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I'm simulating a distributed system in which all nodes follow some protocol. This includes assessing some small variations in the protocol. A variation means alternative implementation of a single method. All nodes always follow the same variation, which is determined by experiment configuration (only one configuration is active at any given time). What is the clearest way to do it, without sacrificing performance?

As an experiment can be quite extensive, I clearly don't want any conditionals. Before I've just used inheritance, like:

class Node(object):

    def dumb_method(self, argument):
        # ...    

    def slow_method(self, argument):
        # ...

    # A lot more methods

class SmarterNode(Node):

    def dumb_method(self, argument):
        # A somewhat smarter variant ...

class FasterNode(SmarterNode):

    def slow_method(self, argument):
        # A faster variant ...

But now I need to test all possible variants and don't want an exponential number of classes cluttering the source. I also want other people peeping at the code to understand it with minimal effort. What are your suggestions?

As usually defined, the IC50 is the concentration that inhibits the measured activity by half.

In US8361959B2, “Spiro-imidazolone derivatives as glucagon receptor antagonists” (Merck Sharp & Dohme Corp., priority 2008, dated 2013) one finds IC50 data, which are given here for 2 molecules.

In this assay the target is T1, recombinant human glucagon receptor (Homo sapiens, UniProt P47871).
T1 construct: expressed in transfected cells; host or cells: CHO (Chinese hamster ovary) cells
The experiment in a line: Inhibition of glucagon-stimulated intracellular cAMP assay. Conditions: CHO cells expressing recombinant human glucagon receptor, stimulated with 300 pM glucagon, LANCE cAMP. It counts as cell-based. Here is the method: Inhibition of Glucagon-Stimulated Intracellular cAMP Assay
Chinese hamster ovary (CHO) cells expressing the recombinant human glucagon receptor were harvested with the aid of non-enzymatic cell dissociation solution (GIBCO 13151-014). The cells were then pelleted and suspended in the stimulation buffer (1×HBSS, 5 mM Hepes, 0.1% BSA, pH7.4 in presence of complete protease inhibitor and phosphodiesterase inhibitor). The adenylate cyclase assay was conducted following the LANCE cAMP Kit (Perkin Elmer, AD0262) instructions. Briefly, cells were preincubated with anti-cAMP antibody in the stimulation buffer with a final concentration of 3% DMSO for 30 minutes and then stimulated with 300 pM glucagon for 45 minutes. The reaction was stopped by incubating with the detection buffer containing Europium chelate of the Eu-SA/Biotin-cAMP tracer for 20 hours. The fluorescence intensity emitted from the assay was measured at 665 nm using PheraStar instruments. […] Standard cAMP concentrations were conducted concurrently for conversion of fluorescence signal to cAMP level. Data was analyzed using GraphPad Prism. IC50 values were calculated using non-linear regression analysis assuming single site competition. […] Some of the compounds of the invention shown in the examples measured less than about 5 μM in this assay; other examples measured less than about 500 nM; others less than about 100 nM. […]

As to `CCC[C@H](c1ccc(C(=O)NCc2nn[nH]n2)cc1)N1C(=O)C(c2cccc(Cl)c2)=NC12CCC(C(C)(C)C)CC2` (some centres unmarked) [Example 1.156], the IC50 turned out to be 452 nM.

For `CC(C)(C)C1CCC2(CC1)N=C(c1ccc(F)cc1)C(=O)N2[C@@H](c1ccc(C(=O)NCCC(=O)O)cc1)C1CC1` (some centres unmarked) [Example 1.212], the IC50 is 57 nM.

Edit: One thing I failed to emphasize enough: for all envisioned use cases, it seems that patching the class upon configuration is good. I mean: it can be made to work by simple Node.dumb_method = smart_method. But somehow it didn't feel right. Would this kind of solution cause major headache to a random smart reader?

share|improve this question
    
Maintain a list of methods? As far as I can see, there's nothing that demands dedicated classes. Take a look at the strategy-pattern. –  phant0m Jul 13 '11 at 14:03
    
Yes, this is more or less what strategy is for. But here it's more constrained in the way that at any time, each client will use exactly the same strategy. So an object encapsulating the algorithm feels redundant and I want to avoid waste of resources. –  lRem Jul 13 '11 at 14:30